Date of Award


Embargo Period


Degree Type


Degree Name

Doctor of Philosophy (PhD)


Biological Sciences


Tina H. Lee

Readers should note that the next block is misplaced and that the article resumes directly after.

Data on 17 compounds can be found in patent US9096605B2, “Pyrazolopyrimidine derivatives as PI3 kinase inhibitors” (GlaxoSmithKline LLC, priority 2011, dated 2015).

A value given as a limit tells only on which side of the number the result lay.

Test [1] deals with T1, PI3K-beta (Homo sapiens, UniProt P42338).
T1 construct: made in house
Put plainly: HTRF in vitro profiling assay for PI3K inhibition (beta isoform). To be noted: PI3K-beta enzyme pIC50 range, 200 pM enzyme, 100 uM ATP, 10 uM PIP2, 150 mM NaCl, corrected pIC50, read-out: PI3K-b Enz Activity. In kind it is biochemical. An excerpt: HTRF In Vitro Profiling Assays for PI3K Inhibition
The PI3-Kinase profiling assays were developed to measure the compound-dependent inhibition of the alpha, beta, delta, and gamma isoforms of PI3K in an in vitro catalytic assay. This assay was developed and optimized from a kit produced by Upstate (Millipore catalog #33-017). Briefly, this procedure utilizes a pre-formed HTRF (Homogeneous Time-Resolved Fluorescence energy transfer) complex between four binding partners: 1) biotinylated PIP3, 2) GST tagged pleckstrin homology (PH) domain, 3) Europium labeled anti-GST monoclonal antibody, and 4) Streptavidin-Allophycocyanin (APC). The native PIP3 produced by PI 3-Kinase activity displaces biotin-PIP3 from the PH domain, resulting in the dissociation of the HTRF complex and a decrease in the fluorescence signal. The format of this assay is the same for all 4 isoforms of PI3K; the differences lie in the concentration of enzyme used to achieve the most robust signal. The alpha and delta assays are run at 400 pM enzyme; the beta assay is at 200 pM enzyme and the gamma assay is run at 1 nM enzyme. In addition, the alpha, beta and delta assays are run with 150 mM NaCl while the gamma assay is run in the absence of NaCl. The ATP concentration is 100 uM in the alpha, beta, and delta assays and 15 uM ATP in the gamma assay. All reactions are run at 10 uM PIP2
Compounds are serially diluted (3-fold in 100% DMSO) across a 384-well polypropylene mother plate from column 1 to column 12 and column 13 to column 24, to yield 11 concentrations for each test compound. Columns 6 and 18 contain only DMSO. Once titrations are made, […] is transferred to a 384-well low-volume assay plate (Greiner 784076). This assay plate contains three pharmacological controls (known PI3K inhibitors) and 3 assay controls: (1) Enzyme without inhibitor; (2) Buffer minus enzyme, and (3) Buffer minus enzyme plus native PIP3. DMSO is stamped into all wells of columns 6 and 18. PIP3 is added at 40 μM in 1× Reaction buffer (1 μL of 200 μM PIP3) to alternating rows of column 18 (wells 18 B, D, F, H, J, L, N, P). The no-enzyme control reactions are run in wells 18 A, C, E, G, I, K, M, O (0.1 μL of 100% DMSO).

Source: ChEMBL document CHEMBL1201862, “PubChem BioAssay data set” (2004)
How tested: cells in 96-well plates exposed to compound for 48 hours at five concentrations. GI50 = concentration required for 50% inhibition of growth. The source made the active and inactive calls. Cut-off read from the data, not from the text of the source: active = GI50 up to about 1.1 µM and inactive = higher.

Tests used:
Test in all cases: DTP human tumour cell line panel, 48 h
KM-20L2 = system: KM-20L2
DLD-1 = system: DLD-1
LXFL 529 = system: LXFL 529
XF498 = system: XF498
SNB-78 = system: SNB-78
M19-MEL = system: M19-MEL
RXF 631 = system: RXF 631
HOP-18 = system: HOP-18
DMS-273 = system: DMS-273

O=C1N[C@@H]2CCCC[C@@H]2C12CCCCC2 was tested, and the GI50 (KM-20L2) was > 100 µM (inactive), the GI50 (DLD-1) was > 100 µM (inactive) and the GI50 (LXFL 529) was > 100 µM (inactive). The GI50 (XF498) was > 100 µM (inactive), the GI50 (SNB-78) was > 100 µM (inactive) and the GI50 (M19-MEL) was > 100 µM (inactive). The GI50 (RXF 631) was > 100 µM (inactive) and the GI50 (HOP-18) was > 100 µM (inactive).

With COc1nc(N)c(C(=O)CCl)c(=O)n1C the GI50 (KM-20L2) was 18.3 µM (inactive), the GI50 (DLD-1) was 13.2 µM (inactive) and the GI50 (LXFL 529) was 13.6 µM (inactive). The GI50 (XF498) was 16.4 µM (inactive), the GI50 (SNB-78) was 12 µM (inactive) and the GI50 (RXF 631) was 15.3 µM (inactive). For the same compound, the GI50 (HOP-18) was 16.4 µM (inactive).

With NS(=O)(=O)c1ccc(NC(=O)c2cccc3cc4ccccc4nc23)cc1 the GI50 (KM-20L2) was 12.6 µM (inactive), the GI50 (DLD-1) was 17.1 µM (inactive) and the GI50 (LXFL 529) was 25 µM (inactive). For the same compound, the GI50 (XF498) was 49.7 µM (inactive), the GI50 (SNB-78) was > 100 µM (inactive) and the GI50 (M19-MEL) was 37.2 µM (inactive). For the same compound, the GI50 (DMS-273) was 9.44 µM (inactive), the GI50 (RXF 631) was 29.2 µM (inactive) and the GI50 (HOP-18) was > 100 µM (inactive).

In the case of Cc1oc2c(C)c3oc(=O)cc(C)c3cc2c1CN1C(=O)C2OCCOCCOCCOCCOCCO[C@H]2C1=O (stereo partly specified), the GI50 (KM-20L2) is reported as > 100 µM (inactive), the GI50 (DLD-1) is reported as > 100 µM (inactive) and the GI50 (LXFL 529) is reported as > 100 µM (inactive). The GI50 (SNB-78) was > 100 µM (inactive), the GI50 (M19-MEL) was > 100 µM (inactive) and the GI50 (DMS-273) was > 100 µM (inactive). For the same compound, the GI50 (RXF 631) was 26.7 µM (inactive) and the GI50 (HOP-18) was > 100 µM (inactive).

A variety of diseases, including Hereditary Spastic Parapalegia (HSP), are associated with defects in Endoplasmic Reticulum (ER) morphogenesis, highlighting the significance of forming and maintaining proper ER structure in the context of human health. While the overall shape and structure adopted by the ER is mainly influenced by the lipid and protein composition of its membrane, fusion plays an equally important role. Recent studies have implicated a conserved family of proteins called atlastin/Sey1 as the fusion machinery responsible for generating three-way junctions within the peripheral ER; however, the actual mechanism used by atlastin (ATL) to catalyze homotypic membrane fusion remains to be clarified. Structural and biochemical studies performed largely with the soluble domain of ATL, suggested that GTP binding facilitated membrane tethering between ATLs anchored in opposing membranes (pre-fusion), followed by GTP hydrolysis catalyzing a crossover conformational change that pulled opposing membranes together for fusion (post-fusion). Through structure-function analysis, I identified key residues that are required for stabilizing the post-fusion conformation, which assisted in elucidating the energy requirements for achieving the post-fusion conformational state of the ATL soluble domain. Using various nucleotides and analogs, I discovered that the soluble domain of ATL was capable of adopting the post-fusion dimer in the absence of GTP hydrolysis, suggesting that GTP hydrolysis may be required for another discrete step within the ATL fusion cycle, such as disassembly. However, this result appeared to be inconsistent with the requirement for GTP hydrolysis in the ATL-mediated fusion of synthetic liposomes and may perhaps be attributed to the different behaviors exhibited by the soluble domain verses membrane-anchored ATL molecules. Therefore, I extended our initial analysis of the ATL soluble domain to membrane-anchored ATL, specifically focusing on identifying the energetic and conformational requirements for ATL-mediated tethering. My investigation revealed that membrane tethering depended on GTP hydrolysis; but, unlike fusion, it did not depend on crossover.